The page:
Earth Notes: Dine' Native Plants Program

Jun 3, 2020

Mining, grazing, and drought have all taken a toll on land in the Southwest, including the Navajo Nation. Replanting the damaged landscape isn’t easy, because it’s difficult to find local seeds adapted to the region and climate.

Sumac seeds
Credit Dine Native Plants Program

That’s how the Diné Native Plants Program was born. Two years ago, a survey of Navajo tribal members revealed an unfulfilled need for native plants. Government agencies struggled to find seeds for restoration projects, and community members worried plants used for food, medicine, and ceremonies were becoming scarce.

Three botanists—Jesse Mike, Kelsey Jensen, and Nora Talkington—took action. They drove to distant reaches of the Navajo Nation to collect seeds in paper bags. With federal funding they set up a greenhouse and a seed lab in an unused warehouse in Fort Defiance. In germination experiments, the botanists rub seeds with sandpaper and soak them in water to learn the best way to grow native plants.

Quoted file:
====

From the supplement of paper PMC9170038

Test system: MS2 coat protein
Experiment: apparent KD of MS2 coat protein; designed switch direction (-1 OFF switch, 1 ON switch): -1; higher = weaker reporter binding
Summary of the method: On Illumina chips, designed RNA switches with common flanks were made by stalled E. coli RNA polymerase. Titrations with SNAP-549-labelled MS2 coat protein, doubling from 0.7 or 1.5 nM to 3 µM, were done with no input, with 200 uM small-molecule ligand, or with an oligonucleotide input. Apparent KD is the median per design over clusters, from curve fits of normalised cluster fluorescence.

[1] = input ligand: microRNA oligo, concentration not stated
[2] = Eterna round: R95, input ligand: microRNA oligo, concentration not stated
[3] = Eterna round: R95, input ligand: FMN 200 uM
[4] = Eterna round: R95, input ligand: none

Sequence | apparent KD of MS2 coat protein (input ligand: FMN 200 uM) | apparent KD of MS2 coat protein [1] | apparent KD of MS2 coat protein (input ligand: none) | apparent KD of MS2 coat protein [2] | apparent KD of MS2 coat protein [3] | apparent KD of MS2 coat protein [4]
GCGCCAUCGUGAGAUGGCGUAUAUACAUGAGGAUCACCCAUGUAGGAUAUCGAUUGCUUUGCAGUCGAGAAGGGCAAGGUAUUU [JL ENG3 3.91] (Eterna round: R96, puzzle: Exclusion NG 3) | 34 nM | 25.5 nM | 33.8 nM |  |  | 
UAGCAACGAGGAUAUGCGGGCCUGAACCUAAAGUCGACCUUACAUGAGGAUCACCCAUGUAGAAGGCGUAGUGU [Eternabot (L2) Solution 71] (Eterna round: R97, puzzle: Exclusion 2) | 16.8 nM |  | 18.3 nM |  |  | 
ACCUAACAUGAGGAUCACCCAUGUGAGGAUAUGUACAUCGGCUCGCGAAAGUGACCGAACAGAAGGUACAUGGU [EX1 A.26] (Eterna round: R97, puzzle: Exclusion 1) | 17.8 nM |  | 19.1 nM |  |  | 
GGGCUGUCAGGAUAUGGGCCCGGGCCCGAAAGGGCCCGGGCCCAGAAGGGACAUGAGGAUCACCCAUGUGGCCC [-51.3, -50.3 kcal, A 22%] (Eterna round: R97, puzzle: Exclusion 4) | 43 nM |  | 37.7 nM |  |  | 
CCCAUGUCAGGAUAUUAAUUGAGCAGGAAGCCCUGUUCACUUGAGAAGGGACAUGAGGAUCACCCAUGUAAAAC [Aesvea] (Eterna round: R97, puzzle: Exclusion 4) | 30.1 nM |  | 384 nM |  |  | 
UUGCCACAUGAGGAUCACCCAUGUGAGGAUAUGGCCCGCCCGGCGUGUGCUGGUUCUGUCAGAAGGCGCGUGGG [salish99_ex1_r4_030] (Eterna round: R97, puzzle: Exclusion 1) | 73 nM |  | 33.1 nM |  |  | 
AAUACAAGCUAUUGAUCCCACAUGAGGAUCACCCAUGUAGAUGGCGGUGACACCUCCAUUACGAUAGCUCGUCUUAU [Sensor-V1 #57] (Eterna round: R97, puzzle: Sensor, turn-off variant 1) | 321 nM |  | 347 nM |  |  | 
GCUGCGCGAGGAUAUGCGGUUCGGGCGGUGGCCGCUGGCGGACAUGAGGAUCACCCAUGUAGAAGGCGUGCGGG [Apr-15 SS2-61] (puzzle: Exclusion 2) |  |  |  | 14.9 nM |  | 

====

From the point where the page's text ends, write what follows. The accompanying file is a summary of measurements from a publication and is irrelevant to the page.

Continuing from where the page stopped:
They’re growing thousands of seedlings for restoration projects, such as blue grama grass, alkali sacaton, and willow and cottonwood trees. The trees will be planted alongside streams in the Chuska Mountains to slow erosion and provide wildlife habitat.

The next goal is to grow culturally important plants, like Navajo tea or greenthread, used to make a medicinal drink. Plants used in ceremonies can’t be grown in a greenhouse; Navajos say finding the plant in the wild is where the healing begins. Instead these plants will be used in educational workshops.

The program’s vision is not only to protect vanishing species, but also preserve the cultural knowledge of the role these plants play in a sacred landscape.